Start learning with our library of video tutorials taught by experts. Get started
Viewers: in countries Watching now:
Join Justin Seeley, lynda.com staff author and design enthusiast, each week for a new 5-minute, self-contained tutorial that you can use to instantly improve your design workflow. This series covers techniques for print, digital, and web design, addressing the tools that creative professionals like you use most. Learn new ways to leverage layer styles and vector shapes in Adobe Photoshop, work more efficiently with text in Illustrator, and embed videos and even tweets in WordPress posts, and much more. Check back each week for a new installment, and a new design hack.
Hello there, and welcome back to another installment of Creative Quick Tips. My name is Justin Seeley, and this week I'm going to be showing you how to quickly embed a tweet inside of your Word Press post to make them a little bit more interactive. Previously, when I wanted to quote someone from Twitter on my blog, I would always just take a screenshot of the tweet that they posted and then post it into my blog. But, the unfortunate thing there is I also had to add that link to the image that would link back to the tweet and it wasn't very interactive, and it just wasn't very good. But now, WordPress actually has support for you to directly embed tweets into your post without having to do a whole lot of work.
So let's take a look at how this works. I'm going to go to a Twitter page. In this case, it's Morty Golding's Twitter page. And you'll see here Morty has a nice tweet that says Friday's Illustrator tip, don't get lost in your work while your afternoon snack melts by your side. Ice cream doesn't wait. Indeed it does not. And so, what we want to do is embed this into a post that I'm writing inside of WordPress. In order to do that, what you're going to do is find the expand link on any tweet that you want to embed. Once you expand it, it should look something like this, and there should be a details link right here. The details link actually links to a page that looks like this.
And once you get to the page, all you have to do is copy the URL from the top right there and then go over to WordPress. Once you're inside of WordPress, I'll just type a new post here, so I'll call this Test Tweet, and then we're just going to wrap it in what's called a embed short code. So we're going to do a square bracket, embed, close and then we're going to paste in the URL. And then I'll just close that short code with a square bracket, a slash, embed, and then anther square bracket. Once I do that, I'm going to save the draft and then let's preview it.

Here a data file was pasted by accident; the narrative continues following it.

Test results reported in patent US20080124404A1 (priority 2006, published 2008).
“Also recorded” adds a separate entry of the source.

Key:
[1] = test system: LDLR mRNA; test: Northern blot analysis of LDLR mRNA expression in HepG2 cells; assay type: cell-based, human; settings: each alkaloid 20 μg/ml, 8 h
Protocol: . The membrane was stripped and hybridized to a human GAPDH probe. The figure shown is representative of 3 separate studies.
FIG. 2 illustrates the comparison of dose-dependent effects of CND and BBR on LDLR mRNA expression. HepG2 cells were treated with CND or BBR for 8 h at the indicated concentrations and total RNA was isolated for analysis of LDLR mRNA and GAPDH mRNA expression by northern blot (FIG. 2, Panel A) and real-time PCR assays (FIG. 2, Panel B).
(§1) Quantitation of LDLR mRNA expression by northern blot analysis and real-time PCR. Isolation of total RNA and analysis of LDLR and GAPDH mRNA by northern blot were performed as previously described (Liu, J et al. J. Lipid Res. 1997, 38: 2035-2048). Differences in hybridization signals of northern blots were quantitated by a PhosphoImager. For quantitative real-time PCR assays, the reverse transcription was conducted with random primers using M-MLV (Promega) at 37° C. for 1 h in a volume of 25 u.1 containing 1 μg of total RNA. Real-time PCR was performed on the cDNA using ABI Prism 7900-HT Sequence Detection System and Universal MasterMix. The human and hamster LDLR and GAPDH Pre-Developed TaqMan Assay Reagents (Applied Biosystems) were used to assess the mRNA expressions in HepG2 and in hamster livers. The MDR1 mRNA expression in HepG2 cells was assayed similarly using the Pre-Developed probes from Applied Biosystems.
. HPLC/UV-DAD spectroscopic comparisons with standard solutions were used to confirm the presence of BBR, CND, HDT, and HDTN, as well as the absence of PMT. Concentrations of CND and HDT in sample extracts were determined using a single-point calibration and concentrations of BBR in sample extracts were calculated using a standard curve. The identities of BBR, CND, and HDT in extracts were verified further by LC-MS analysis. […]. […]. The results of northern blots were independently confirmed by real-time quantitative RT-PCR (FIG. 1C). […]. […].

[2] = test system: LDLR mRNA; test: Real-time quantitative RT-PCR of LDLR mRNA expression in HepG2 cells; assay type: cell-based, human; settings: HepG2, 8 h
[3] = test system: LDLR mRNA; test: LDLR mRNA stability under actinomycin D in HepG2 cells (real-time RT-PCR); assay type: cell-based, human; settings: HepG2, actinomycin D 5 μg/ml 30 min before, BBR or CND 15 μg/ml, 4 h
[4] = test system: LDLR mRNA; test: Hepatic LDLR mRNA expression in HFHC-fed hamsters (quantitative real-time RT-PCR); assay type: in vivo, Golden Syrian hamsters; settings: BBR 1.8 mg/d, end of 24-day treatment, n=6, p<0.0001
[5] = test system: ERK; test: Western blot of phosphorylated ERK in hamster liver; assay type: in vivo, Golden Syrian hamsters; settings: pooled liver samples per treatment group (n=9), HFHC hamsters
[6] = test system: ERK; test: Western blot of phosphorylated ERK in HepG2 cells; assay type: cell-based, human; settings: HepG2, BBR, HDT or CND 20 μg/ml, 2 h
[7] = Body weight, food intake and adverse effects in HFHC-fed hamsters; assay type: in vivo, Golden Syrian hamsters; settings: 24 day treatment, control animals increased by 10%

And when I do that, you can see now that I have put Morty's tweet directly into my WordPress post. It is the actual tweet. Notice how it has links. And things like that. People can actually follow Mordy if they are already signed into Twitter. They can reply to this. They can retweet it. They can favorite it. You can see how many retweets and favorites are on there. You can see the details. I mean, this is just a really great way to add an interactive element while at the same time quoting people using a social media source. The next time you need to quote somebody from Twitter, try out this little trick and see if it doesn't give you a better result than just taking a screenshot.
Find answers to the most frequently asked questions about Creative Quick Tips.
Here are the FAQs that matched your search "":
Sorry, there are no matches for your search ""—to search again, type in another word or phrase and click search.
Access exercise files from a button right under the course name.
Search within course videos and transcripts, and jump right to the results.
Remove icons showing you already watched videos if you want to start over.
Make the video wide, narrow, full-screen, or pop the player out of the page into its own window.
Click on text in the transcript to jump to that spot in the video. As the video plays, the relevant spot in the transcript will be highlighted.